The Jimmy Swift Band
Halifax’s pride and joy, The Jimmy Swift Band were the hometown show-stealer at last summer’s Evolve festival in Nova Scotia, Canada. This is a hardworking band that aims to entertain the folks, and more nights than not you’ll find The Jimmy Swift Band touring somewhere in Eastern Canada. Their sound cycles through through a motley crew of genres; this band is one part southern-fried rock, one part electro-house dance, and one part introspective indie.
The band is fronted by guitarist/vocalist composer Craig Mercer. Well known for his ability to craft compelling music, Mercer fetched himself an EMCA Songwriter Of the Year Award this year, which amounts to a regional Grammy for Altantic Canada. That songwriting talent is clearly reflected in JSB’s songs. The songs have complexity and depth and show an impressive range. A terrific singer with a knockout voice, Mercer has strong clear vocals that are a definite asset to the band. Noteworthy also are the lyrical ballads penned by drummer Paul [Now And Then, Anhedonia].
As the boys warm up to craft a follow-up album to 2002’s beautifully produced Onward Through The Fog, Mercer is philosophical about how the band’s sound is evolving. In Toronto as JSB rolls through a short tour of Ontario, he hands me a CD with three demos that are going to the producer. ‘They aren’t mixed down yet, so don’t let anyone else hear them,’ he says. ‘I think you’ll find this is really different from what our typical sound has been like to date.’ I listen and it’s true. New songs like Immobilized, Tongue Tied and Bumps In The Road show the band’s sound moving in a new direction. Initially they convey, to me a more introspective, indie sound indicative of Radiohead or Coldplay.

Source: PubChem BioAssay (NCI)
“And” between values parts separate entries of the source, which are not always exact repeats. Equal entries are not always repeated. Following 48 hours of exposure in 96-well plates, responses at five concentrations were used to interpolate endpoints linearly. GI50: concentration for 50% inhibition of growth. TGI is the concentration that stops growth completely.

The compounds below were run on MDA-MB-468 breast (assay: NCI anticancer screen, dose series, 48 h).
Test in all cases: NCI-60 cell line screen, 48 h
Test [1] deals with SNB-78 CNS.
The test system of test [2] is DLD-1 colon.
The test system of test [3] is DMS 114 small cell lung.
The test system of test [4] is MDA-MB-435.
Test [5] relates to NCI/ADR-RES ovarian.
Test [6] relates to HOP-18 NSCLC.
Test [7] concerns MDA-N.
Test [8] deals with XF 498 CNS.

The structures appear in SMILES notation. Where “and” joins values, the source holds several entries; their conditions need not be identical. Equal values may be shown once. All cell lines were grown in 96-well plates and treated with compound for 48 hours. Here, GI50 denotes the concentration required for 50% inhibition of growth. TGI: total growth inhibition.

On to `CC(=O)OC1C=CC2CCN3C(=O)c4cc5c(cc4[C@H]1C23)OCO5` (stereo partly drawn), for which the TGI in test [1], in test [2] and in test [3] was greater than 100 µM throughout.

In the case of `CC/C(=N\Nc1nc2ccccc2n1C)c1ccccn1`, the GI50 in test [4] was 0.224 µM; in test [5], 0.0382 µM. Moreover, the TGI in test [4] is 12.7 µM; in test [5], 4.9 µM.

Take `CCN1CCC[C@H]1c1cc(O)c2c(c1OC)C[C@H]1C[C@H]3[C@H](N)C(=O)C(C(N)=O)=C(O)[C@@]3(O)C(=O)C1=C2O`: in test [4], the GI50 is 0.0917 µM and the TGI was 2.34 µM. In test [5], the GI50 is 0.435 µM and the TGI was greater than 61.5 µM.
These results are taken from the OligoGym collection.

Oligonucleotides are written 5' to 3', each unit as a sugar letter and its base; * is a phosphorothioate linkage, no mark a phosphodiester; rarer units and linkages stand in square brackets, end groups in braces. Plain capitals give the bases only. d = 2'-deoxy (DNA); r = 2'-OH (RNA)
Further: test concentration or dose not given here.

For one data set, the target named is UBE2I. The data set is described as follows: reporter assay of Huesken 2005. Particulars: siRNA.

A current tour favorite that will be on the album is the dark ditty Daisy (‘It’s about a cow’, explains drummer Paul helpfully.) Daisy is a driving, energetic musical journey that skips through a series of time signature changes and stop/starts.
The boys show a down to earth attitude while they play, invoking a feeling that you are in it with them together, whatever ‘it’ is. The crowd seems to love the JSB songs that build up slowly toward groove plateaus, with Mercer’s guitar and Aaron’s keyboards interlacing into the unfold, until a modest explosion occurs into tech-house dance segments. These are tightly nailed to the floor with a relentless groove that shows the band’s funk roots, as Mike’s huge, seven-string bass and Paul’s drums hold down the floor below Mercer’s hypnotic guitar. Aaron Collier’s influence on the band’s sound is considerable as well. He is a talented and versatile keyboardist and synthmaster, and is an electronica producer in his own right, having just released a fantastic CD called Islands.
Mercer writes much of the music for the band, and plays guitar. Prolifically busy, he still manages to make time for other projects, which include managing fellow East Coast band Grand Theft Bus, and others, through his management company Below Me Music. He is also responsible for an upcoming new East Coast festival called Shoreline, to be held in Prince Edward Island the last weekend of June.
The Jimmy Swift Band is currently touring at home. Their recently recorded Live At The Attic album, taped in Halifax, will be released soon, even as they head into the studio to record an as-yet unnamed album. In July, Jimmy Swift tours the States with Grand Theft Bus.